New research provides evidence that anxiety is related to altered interoception, the perception of one’s own internal bodily states. The new study, published in the journal Neuron, examined the relationship between anxiety and the perception of breathing.
“Anxiety is one of the most common mental health disorders, and we are seeing an increase in the prevalence of anxiety amongst the current worldwide pandemic,” said study author Olivia Harrison, a Rutherford Discovery Research Fellow and senior lecturer at the University of Otago.
“Anxiety is something that affects everyone – whether it be personally, via a loved one, or in our everyday interactions. What’s more, it’s really normal to have feelings of anxiety when something scary happens. It’s when these anxieties become disproportional and disabling that we might need to think about treatments or techniques that can be used to help someone in their everyday life, and also in people who might be ‘at risk’ before things become problematic.”
The study involved 30 individuals with low anxiety and 30 individuals with moderate levels of anxiety. The participants were assigned to the groups based on their scores on the Spielberger Trait Anxiety Inventory.
The participants completed scientific questionnaires and two tasks in which the researchers used devices to create differing levels of resistance to breathing. One of these tasks was completed as the researchers used functional magnetic resonance imaging (fMRI) to record the participants’ brain activity.
Those in the moderate anxiety group tended to report elevated levels of breathing-related catastrophizing compared to the low anxiety group. In other words, those in the moderate anxiety group were more likely to agree with statements such as “I become afraid that the breathlessness will get worse.”
The moderate anxiety group also exhibited reduced “positively minded” interoceptive awareness, meaning they were less likely to agree with statements such as “I can pay attention to my breath without being distracted by things happening around me” and “When I am tense I notice where the tension is located in my body.”
The researchers also found significant differences between the moderate and low anxiety groups when it came to performance on the breathing tasks. Participants with moderate anxiety were less sensitive to variations in resistance to their breathing and displayed altered brain activity while predicting changes in breathing resistance.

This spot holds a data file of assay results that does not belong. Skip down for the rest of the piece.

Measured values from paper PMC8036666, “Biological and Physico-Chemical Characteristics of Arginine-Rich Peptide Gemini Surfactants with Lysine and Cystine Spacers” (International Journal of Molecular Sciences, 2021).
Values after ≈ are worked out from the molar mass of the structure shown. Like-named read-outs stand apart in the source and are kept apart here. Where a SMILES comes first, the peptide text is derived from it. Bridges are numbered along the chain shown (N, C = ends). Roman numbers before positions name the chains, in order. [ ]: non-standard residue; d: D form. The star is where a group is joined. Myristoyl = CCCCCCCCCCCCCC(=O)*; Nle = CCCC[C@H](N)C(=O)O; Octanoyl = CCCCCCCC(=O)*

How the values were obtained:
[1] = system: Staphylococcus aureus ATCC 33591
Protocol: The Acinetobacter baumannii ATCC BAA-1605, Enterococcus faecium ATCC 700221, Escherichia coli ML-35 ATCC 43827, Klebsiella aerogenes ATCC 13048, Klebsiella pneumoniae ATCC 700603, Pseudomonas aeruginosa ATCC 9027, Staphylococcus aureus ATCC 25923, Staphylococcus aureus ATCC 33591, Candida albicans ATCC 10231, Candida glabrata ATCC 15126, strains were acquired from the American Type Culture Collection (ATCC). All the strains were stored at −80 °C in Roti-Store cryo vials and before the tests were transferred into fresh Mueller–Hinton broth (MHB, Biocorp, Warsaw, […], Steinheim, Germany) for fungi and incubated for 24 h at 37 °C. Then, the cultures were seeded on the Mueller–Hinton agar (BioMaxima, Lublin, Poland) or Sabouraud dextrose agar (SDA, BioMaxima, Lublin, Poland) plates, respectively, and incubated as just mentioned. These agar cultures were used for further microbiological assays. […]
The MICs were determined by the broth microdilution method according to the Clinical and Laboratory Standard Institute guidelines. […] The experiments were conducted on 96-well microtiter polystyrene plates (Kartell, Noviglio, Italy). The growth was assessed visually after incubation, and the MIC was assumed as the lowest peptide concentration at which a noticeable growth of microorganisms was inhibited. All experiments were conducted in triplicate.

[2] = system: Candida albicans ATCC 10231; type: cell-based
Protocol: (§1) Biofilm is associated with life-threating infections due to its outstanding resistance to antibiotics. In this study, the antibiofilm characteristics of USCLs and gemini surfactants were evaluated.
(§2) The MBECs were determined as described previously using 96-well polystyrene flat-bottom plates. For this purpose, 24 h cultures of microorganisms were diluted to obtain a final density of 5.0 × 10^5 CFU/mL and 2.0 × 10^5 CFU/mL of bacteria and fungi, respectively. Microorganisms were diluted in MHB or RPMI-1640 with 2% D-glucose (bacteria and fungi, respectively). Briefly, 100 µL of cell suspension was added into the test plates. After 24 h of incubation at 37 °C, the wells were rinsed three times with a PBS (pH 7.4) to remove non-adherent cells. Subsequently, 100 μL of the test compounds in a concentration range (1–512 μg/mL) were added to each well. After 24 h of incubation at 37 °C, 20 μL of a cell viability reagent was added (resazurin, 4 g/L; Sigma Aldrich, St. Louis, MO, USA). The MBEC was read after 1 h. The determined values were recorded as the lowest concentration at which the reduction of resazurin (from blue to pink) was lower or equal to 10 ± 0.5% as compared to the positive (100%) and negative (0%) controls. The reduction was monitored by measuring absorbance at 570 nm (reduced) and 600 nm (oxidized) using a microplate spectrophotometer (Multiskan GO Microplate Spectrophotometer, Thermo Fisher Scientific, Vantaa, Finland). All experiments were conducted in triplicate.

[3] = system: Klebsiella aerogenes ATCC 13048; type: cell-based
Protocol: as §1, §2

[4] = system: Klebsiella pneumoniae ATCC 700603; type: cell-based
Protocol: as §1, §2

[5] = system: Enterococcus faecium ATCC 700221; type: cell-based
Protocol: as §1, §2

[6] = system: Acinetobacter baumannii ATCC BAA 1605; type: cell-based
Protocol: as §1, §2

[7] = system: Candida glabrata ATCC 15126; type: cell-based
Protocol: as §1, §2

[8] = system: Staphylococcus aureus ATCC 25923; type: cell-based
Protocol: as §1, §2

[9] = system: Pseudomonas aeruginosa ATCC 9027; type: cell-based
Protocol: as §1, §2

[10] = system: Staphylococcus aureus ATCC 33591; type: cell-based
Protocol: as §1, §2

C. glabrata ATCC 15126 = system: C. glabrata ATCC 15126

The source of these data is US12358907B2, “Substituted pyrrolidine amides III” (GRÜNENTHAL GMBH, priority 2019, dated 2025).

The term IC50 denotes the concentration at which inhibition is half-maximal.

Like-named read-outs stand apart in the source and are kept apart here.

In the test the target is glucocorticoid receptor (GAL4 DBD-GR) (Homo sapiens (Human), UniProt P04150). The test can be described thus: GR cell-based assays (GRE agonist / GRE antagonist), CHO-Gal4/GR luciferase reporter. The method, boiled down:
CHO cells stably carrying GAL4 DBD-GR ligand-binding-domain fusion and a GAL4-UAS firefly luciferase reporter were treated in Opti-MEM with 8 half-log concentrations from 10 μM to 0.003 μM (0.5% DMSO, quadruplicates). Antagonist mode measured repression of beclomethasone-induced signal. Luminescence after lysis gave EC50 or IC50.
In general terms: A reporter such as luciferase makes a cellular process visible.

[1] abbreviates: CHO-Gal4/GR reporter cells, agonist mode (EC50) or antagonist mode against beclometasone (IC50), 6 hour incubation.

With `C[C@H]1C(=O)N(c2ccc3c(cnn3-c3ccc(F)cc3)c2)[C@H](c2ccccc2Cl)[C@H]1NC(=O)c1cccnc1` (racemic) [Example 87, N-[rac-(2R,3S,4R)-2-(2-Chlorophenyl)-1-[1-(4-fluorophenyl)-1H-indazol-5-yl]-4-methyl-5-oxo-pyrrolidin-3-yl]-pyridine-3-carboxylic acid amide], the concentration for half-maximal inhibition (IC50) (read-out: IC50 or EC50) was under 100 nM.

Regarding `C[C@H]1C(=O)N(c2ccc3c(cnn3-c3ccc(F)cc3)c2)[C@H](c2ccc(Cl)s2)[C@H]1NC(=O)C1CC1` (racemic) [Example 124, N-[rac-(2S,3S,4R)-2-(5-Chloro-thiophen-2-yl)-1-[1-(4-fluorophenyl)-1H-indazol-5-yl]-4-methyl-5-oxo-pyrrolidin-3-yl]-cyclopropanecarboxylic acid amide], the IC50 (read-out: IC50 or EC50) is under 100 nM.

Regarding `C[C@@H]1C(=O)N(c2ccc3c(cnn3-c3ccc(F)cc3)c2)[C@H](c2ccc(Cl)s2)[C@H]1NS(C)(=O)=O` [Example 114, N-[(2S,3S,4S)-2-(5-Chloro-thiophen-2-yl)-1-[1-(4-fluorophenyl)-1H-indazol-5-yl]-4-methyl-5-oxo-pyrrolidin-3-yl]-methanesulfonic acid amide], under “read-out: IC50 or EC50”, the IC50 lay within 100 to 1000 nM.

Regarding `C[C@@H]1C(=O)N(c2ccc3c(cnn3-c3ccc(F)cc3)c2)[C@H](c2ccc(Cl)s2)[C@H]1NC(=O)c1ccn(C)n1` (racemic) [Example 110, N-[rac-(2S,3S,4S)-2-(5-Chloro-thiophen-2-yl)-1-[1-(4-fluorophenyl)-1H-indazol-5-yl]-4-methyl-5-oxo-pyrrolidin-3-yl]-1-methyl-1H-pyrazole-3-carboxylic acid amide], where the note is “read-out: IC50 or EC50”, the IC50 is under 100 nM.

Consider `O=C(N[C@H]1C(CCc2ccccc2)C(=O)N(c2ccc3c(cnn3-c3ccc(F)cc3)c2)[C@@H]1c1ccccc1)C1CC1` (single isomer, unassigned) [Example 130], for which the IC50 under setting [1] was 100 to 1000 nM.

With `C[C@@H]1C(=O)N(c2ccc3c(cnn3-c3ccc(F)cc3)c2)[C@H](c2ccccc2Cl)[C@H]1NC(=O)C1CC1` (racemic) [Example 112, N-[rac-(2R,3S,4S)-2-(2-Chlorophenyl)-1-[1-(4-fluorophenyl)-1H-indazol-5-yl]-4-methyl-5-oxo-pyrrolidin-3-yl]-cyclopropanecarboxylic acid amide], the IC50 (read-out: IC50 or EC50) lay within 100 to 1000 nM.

“While lots of really important work around anxiety considers the cause and thought processes that occur when someone is anxious, our research team focuses on how the symptoms of anxiety that end up in our body (like having a racing heart, sweaty palms, fast breathing…) can feed back and possibly start a negative spiral of emotions and create even more anxiety,” Harrison told PsyPost.
“What we find is that people who have higher levels of anxiety have altered perceptions of their breathing compared to people with lower anxiety – they are actually less sensitive to changes in their breathing, they have reduced ‘insight’ into how well they are able to perceive their body, and they have altered brain activity when they are predicting what will happen to their breathing in the future.”
“These results, therefore, are just the beginning of our understanding as to how the communication between the brain and body can start to break down with anxiety, and we hope to use these to help improve treatments by giving people the tools to perceive their body better, and break the negative cycle of anxiety -> symptoms -> more anxiety.”
But the study — like all research — includes some caveats.
“This study is a cross-sectional study – meaning that it cannot distinguish whether anxiety causes changes in breathing perceptions, or if differences in breathing perceptions may contribute to different levels of anxiety,” Harrison explained. “A cross-sectional study such as this can only show us that there are differences in breathing perceptions associated with different levels of anxiety.”
“Next we are hoping to look at how strategies such as exercise or anti-anxiety medication may help to change both anxiety and breathing perceptions, allowing us to better understand how this relationship may change across interventions targeting anxiety.”
“Running this research requires a fantastic team of people, and we are so grateful to our funders – The European Commission’s Horizon 2020, the Royal Society Te Apārangi and L’Oreal-UNESCO For Women in Science,” Harrison added. “And of course for our wonderful volunteers who participate in our studies – without them this research is simply not possible.”
The study, “Interoception of breathing and its relationship with anxiety“, was authored by Olivia K. Harrison, Laura Kochli, Stephanie Marino, Roger Luechinger, Franciszek Hennel, Katja Brand, Alexander J. Hess, Stefan Fr€assle, Sandra Iglesias, Fabien Vinckier, Frederike H. Petzschner, Samuel J. Harrison, and Klaas E. Stephan.